I was stationed in Greece during the 1970’s and jobs were plentiful, the tavernas (restaurants) were filled with people every night, even though it was still considered a poor country compared to northwestern European nations, with a lot of bureaucratic red tape: like spending a day at the DMV or other government agency for renewing licenses and permits, etc. but otherwise life was heavenly for the average Greek citizen compared to living there today.

      I also agree with the words like “democracy” “liberty” and “freedom” have lost their original meaning and are now buzzwords for the “economic royalists” as FDR called them back then.

      Yep, megalomaniacs is an appropriate term for them.

  9. Andrew packs a lot of vitally important information in this concise presentation. Fascinating and necessary. The growing question for us here, within the EU, is not so much what we want “in” Europe but what is the place of Europe within the greater “troika” of Russia, Africa and the Eastern Mediterranean (Levant.)

    The habituative emphasis on manufacture is overblown. German “steel” may be the backbone of productive continuity, but the greater need is for ecological renewal, regenerative initiative. Sovereignty and resilience beyond conflict. Quality existence that confers deeper identification with place.

    That takes far more than financial wizardry. It needs both intelligent industrial restraint and a capacity for innovation as an exercise in planetary design, that realizes a political vision of micro-abundance; allowing localism to thrive within an unrestricted context of vastly enriched biodiversity.

    • I agree, David. Andrew, whom I haven’t seen anything from for quite some time (maybe I’m slipping?) does present things in a necessary and fascinating manner to read and understand.

      I certainly agree with your comments and certainly the necessity of corrective action for this planet you highlighted on in the third paragraph.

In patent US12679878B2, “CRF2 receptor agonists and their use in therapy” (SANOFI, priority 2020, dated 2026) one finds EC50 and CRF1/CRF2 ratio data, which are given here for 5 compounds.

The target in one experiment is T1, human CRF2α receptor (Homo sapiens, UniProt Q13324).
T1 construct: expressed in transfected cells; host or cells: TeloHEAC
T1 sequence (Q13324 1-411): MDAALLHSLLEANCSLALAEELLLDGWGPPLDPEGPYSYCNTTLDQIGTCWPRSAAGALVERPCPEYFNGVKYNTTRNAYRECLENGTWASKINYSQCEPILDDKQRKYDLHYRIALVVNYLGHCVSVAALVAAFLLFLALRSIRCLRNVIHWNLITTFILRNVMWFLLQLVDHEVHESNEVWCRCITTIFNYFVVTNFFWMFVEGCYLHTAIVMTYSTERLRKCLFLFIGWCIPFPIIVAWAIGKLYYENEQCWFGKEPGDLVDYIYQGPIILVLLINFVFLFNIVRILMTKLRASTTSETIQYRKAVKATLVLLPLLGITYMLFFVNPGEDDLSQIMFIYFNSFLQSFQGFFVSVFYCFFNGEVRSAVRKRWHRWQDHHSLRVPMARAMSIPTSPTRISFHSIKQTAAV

Amen, brother D!

      • Hi Frank. Thanks for the warm response.

        Personally, I do not see how Europe can be dismantled. Just what gets taken apart? What is genuinely needed is massive reform and ideological maturity. This is not just a European problem though, it is global ~ essentially US-based because of their dominant economic dictatorship.

        Greece in the dread ’70’s must have been a life changer. I’ve lived in the UK, Ireland, France and Spain (also Canada) & cannot see how we can successfully revert to a pre-Euro state of affairs in one bite. It is hugely complicated.

        The exponential problem really arrived with European expansion following the break-up of the Soviet Commonwealth and the unification of Germany. This created a two-tier arrangement that has always been reckless because it was never thought through; and appropriate mechanisms were not contrived to adequately curtail the worst inevitabilities. I mean, Bulgaria on equal terms with France? It was absurd really.

        What is entirely missing in our present naive and amateurish calculus/narrative is a proper understanding of the agrarian principles that actually govern the basic facts of our collective lives. In many respects Bulgaria for example is better off, because its natural ecosystems were probably less degraded than the more “advanced” members. I cannot state that with any certainty, but a general rule of thumb is the less “development” the better.

        So this is the real issue in my opinion, not just cooperative manufacture etc. We need better truly representative institutions, drawing upon and feeding a fundamental hierarchy of absolute needs, and principles. We must invest in natural capital. Without a healthy community ecology as a functioning, practical basis for intelligent, prosperous and creative life, we shall go nowhere. And there is nowhere to go anyway ~ we are already here! This is Russia’s great strength, and Africa ~ deep roots.

        Have you ever seen John D Liu’s original “Green Gold” about Chinese regeneration & Geoff Lawton in Jordan?

        This looks like a promising website

        All the best from the “West country!”